Experienced hands could manufacture such screenplays by the carload.Yet the picture is so suavely made that we don't feel disappointeduntil it is over: what chiefly holds us is the quality of theacting. All of the relatively small cast move through their liveslike figures in a well-crafted design, but they discover the designonly at about the same time as we do ourselves. Pleasant thoughthat design may be, we are left at the end with a question. Why wasit worthwhile? Eighty-four or not, what happened to the irruptive,exploratory Alain Resnais?

Cobra Verde is another reminder of the past--in fact, it is part ofthe past. It was made by Werner Herzog in 1987 and stars KlausKinski, who died in 1991. Herzog and Kinski together made two ofthe most startling works of the so- called New German Cinema,Fitzcarraldo and Aguirre. Cobra Verde, the third part of this LatinAmerican set, is only now being released here. Director and stardid other memorable work together, notably Nosferatu the Vampyre andWoyzeck, but those three Latin American pictures are theHerzog-Kinski signet.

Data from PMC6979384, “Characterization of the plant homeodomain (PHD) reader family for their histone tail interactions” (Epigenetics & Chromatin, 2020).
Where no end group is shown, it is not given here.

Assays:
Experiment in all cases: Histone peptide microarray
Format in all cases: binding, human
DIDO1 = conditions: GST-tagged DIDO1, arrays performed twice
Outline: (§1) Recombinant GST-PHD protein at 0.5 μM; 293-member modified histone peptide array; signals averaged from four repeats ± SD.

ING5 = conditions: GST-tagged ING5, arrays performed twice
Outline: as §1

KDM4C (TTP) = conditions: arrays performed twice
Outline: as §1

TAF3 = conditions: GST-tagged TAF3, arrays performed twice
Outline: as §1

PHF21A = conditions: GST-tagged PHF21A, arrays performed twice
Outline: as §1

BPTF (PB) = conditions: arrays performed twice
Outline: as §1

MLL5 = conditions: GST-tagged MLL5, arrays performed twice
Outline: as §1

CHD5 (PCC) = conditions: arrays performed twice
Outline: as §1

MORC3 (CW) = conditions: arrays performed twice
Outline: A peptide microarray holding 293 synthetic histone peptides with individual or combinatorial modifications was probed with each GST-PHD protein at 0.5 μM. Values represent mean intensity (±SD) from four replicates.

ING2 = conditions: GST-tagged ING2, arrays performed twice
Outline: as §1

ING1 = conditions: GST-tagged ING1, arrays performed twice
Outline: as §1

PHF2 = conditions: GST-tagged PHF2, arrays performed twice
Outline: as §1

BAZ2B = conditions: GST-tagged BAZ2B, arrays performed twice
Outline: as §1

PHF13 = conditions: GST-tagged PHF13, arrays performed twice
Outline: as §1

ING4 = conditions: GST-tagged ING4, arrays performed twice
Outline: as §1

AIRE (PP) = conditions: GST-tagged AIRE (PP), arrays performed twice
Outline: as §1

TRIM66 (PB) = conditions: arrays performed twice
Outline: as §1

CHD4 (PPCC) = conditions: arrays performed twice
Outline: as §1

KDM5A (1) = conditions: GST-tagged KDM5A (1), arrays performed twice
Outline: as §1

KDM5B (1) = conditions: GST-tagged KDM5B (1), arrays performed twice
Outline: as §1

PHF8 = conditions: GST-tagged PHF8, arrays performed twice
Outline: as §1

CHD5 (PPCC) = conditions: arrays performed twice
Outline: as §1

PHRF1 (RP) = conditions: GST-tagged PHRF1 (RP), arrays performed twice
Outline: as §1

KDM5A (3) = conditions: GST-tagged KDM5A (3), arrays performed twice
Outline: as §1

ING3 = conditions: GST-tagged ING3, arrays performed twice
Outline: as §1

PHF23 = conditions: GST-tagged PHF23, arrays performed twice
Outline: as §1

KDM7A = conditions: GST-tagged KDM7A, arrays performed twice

"Cobra Verde" is the sobriquet for a Brazilian outlaw in thenineteenth century (the story is adapted from Bruce Chatwin) whomthe government brings under control by hiring him. He is engaged togo to Africa to buy slaves, and most of the action takes placethere. From the opening moments, in which a Brazilian balladeerscratches his fiddle while he speak-sings a prologue, followed byan intense close-up of Kinski's expectedly frightening face andthen a vista of drought-baked landscape littered with dead and dyinganimals, we are with a director who seems to be disruptivelyhurling his vision onto the screen, silently gleeful at oursubmission.